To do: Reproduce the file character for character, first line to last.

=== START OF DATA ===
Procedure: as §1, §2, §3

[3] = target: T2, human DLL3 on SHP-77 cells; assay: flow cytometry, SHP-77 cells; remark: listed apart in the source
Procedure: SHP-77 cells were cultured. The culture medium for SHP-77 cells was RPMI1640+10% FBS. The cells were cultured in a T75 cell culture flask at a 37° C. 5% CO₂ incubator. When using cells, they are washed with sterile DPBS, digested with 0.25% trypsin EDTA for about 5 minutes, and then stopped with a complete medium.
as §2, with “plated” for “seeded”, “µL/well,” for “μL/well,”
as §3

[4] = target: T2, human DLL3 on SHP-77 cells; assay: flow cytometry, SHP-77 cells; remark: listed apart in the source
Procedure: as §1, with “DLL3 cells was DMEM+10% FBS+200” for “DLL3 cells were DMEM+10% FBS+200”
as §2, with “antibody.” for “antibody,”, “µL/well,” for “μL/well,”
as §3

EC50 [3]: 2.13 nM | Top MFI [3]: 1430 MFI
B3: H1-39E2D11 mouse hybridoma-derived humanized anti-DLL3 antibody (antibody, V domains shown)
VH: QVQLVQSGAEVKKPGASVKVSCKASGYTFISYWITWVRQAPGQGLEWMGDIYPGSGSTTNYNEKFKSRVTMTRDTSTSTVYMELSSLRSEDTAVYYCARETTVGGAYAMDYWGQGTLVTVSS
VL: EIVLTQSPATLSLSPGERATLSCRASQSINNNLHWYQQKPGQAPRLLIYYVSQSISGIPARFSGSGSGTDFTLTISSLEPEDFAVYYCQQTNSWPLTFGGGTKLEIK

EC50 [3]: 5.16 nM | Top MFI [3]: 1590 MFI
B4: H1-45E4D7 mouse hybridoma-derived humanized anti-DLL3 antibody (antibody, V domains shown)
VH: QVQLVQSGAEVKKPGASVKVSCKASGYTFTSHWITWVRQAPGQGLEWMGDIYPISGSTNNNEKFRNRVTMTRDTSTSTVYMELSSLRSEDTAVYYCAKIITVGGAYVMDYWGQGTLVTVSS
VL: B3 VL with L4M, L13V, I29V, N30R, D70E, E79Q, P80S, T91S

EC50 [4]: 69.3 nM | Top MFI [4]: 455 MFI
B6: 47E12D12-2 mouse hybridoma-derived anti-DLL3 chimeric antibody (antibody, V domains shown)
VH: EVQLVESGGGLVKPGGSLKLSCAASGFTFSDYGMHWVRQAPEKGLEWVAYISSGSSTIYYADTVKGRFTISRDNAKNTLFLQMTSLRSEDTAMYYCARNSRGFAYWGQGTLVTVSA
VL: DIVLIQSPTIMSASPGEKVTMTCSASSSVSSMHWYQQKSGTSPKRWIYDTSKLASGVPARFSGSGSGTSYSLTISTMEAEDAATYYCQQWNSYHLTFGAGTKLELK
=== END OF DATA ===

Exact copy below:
Procedure: as §1, §2, §3

[3] = target: T2, human DLL3 on SHP-77 cells; assay: flow cytometry, SHP-77 cells; remark: listed apart in the source
Procedure: SHP-77 cells were cultured. The culture medium for SHP-77 cells was RPMI1640+10% FBS. The cells were cultured in a T75 cell culture flask at a 37° C. 5% CO₂ incubator. When using cells, they are washed with sterile DPBS, digested with 0.25% trypsin EDTA for about 5 minutes, and then stopped with a complete medium.
as §2, with “plated” for “seeded”, “µL/well,” for “μL/well,”
as §3

[4] = target: T2, human DLL3 on SHP-77 cells; assay: flow cytometry, SHP-77 cells; remark: listed apart in the source
Procedure: as §1, with “DLL3 cells was DMEM+10% FBS+200” for “DLL3 cells were DMEM+10% FBS+200”
as §2, with “antibody.” for “antibody,”, “µL/well,” for “μL/well,”
as §3

EC50 [3]: 2.13 nM | Top MFI [3]: 1430 MFI
B3: H1-39E2D11 mouse hybridoma-derived humanized anti-DLL3 antibody (antibody, V domains shown)
VH: QVQLVQSGAEVKKPGASVKVSCKASGYTFISYWITWVRQAPGQGLEWMGDIYPGSGSTTNYNEKFKSRVTMTRDTSTSTVYMELSSLRSEDTAVYYCARETTVGGAYAMDYWGQGTLVTVSS
VL: EIVLTQSPATLSLSPGERATLSCRASQSINNNLHWYQQKPGQAPRLLIYYVSQSISGIPARFSGSGSGTDFTLTISSLEPEDFAVYYCQQTNSWPLTFGGGTKLEIK

EC50 [3]: 5.16 nM | Top MFI [3]: 1590 MFI
B4: H1-45E4D7 mouse hybridoma-derived humanized anti-DLL3 antibody (antibody, V domains shown)
VH: QVQLVQSGAEVKKPGASVKVSCKASGYTFTSHWITWVRQAPGQGLEWMGDIYPISGSTNNNEKFRNRVTMTRDTSTSTVYMELSSLRSEDTAVYYCAKIITVGGAYVMDYWGQGTLVTVSS
VL: B3 VL with L4M, L13V, I29V, N30R, D70E, E79Q, P80S, T91S

EC50 [4]: 69.3 nM | Top MFI [4]: 455 MFI
B6: 47E12D12-2 mouse hybridoma-derived anti-DLL3 chimeric antibody (antibody, V domains shown)
VH: EVQLVESGGGLVKPGGSLKLSCAASGFTFSDYGMHWVRQAPEKGLEWVAYISSGSSTIYYADTVKGRFTISRDNAKNTLFLQMTSLRSEDTAMYYCARNSRGFAYWGQGTLVTVSA
VL: DIVLIQSPTIMSASPGEKVTMTCSASSSVSSMHWYQQKSGTSPKRWIYDTSKLASGVPARFSGSGSGTSYSLTISTMEAEDAATYYCQQWNSYHLTFGAGTKLELK